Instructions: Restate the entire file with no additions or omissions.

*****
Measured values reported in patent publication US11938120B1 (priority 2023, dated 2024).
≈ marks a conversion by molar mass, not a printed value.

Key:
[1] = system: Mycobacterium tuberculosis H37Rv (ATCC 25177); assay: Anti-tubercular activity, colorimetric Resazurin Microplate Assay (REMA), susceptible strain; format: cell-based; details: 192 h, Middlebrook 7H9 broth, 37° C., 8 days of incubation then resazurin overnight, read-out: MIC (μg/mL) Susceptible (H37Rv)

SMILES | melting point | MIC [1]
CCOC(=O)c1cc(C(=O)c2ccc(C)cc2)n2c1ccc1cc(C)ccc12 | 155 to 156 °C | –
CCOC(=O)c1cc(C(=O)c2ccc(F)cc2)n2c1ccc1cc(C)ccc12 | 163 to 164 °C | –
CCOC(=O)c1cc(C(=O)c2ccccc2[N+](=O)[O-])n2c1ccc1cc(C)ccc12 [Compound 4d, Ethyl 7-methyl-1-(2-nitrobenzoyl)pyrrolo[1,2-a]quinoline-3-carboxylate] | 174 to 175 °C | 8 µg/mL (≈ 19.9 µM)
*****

Measured values reported in patent publication US11938120B1 (priority 2023, dated 2024).
≈ marks a conversion by molar mass, not a printed value.

Key:
[1] = system: Mycobacterium tuberculosis H37Rv (ATCC 25177); assay: Anti-tubercular activity, colorimetric Resazurin Microplate Assay (REMA), susceptible strain; format: cell-based; details: 192 h, Middlebrook 7H9 broth, 37° C., 8 days of incubation then resazurin overnight, read-out: MIC (μg/mL) Susceptible (H37Rv)

SMILES | melting point | MIC [1]
CCOC(=O)c1cc(C(=O)c2ccc(C)cc2)n2c1ccc1cc(C)ccc12 | 155 to 156 °C | –
CCOC(=O)c1cc(C(=O)c2ccc(F)cc2)n2c1ccc1cc(C)ccc12 | 163 to 164 °C | –
CCOC(=O)c1cc(C(=O)c2ccccc2[N+](=O)[O-])n2c1ccc1cc(C)ccc12 [Compound 4d, Ethyl 7-methyl-1-(2-nitrobenzoyl)pyrrolo[1,2-a]quinoline-3-carboxylate] | 174 to 175 °C | 8 µg/mL (≈ 19.9 µM)